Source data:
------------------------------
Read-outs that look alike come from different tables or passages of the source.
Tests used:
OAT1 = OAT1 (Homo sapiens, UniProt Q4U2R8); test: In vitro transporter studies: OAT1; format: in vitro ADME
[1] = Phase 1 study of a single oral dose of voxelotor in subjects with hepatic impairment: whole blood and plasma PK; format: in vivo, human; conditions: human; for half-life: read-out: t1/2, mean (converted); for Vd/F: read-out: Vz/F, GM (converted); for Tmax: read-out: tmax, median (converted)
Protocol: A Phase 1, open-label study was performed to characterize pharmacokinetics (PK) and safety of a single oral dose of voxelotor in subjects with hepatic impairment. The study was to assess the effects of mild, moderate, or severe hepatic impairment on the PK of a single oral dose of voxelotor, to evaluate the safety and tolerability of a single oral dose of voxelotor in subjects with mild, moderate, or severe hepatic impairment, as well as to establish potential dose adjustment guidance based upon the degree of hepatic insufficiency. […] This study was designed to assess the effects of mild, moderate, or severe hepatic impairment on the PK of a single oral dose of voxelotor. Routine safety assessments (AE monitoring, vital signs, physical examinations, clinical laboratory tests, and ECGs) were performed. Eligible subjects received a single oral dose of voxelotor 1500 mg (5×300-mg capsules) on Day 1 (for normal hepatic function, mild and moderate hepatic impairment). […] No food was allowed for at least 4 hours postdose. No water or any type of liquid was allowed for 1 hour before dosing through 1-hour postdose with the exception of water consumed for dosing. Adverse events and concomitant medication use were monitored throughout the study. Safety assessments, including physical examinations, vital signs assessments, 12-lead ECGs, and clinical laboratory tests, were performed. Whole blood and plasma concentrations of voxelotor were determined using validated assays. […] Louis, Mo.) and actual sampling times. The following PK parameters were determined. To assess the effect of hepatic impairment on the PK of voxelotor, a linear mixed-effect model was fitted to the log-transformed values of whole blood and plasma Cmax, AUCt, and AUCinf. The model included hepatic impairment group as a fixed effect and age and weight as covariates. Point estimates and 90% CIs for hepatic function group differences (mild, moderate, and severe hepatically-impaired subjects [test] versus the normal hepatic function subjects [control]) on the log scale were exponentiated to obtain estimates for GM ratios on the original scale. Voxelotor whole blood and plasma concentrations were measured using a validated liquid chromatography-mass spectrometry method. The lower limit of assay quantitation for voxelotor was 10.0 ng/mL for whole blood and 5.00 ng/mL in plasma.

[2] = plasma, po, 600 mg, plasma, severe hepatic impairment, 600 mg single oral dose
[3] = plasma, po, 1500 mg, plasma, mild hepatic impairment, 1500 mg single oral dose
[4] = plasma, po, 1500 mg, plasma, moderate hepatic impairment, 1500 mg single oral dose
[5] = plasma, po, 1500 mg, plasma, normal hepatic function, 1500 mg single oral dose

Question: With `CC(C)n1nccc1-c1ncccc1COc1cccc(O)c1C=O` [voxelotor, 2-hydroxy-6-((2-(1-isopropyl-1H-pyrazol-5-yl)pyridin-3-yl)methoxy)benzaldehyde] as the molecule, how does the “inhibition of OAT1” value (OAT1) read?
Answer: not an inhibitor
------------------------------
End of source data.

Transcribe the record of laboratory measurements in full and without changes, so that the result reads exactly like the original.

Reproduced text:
Read-outs that look alike come from different tables or passages of the source.
Tests used:
OAT1 = OAT1 (Homo sapiens, UniProt Q4U2R8); test: In vitro transporter studies: OAT1; format: in vitro ADME
[1] = Phase 1 study of a single oral dose of voxelotor in subjects with hepatic impairment: whole blood and plasma PK; format: in vivo, human; conditions: human; for half-life: read-out: t1/2, mean (converted); for Vd/F: read-out: Vz/F, GM (converted); for Tmax: read-out: tmax, median (converted)
Protocol: A Phase 1, open-label study was performed to characterize pharmacokinetics (PK) and safety of a single oral dose of voxelotor in subjects with hepatic impairment. The study was to assess the effects of mild, moderate, or severe hepatic impairment on the PK of a single oral dose of voxelotor, to evaluate the safety and tolerability of a single oral dose of voxelotor in subjects with mild, moderate, or severe hepatic impairment, as well as to establish potential dose adjustment guidance based upon the degree of hepatic insufficiency. […] This study was designed to assess the effects of mild, moderate, or severe hepatic impairment on the PK of a single oral dose of voxelotor. Routine safety assessments (AE monitoring, vital signs, physical examinations, clinical laboratory tests, and ECGs) were performed. Eligible subjects received a single oral dose of voxelotor 1500 mg (5×300-mg capsules) on Day 1 (for normal hepatic function, mild and moderate hepatic impairment). […] No food was allowed for at least 4 hours postdose. No water or any type of liquid was allowed for 1 hour before dosing through 1-hour postdose with the exception of water consumed for dosing. Adverse events and concomitant medication use were monitored throughout the study. Safety assessments, including physical examinations, vital signs assessments, 12-lead ECGs, and clinical laboratory tests, were performed. Whole blood and plasma concentrations of voxelotor were determined using validated assays. […] Louis, Mo.) and actual sampling times. The following PK parameters were determined. To assess the effect of hepatic impairment on the PK of voxelotor, a linear mixed-effect model was fitted to the log-transformed values of whole blood and plasma Cmax, AUCt, and AUCinf. The model included hepatic impairment group as a fixed effect and age and weight as covariates. Point estimates and 90% CIs for hepatic function group differences (mild, moderate, and severe hepatically-impaired subjects [test] versus the normal hepatic function subjects [control]) on the log scale were exponentiated to obtain estimates for GM ratios on the original scale. Voxelotor whole blood and plasma concentrations were measured using a validated liquid chromatography-mass spectrometry method. The lower limit of assay quantitation for voxelotor was 10.0 ng/mL for whole blood and 5.00 ng/mL in plasma.

[2] = plasma, po, 600 mg, plasma, severe hepatic impairment, 600 mg single oral dose
[3] = plasma, po, 1500 mg, plasma, mild hepatic impairment, 1500 mg single oral dose
[4] = plasma, po, 1500 mg, plasma, moderate hepatic impairment, 1500 mg single oral dose
[5] = plasma, po, 1500 mg, plasma, normal hepatic function, 1500 mg single oral dose

Question: With `CC(C)n1nccc1-c1ncccc1COc1cccc(O)c1C=O` [voxelotor, 2-hydroxy-6-((2-(1-isopropyl-1H-pyrazol-5-yl)pyridin-3-yl)methoxy)benzaldehyde] as the molecule, how does the “inhibition of OAT1” value (OAT1) read?
Answer: not an inhibitor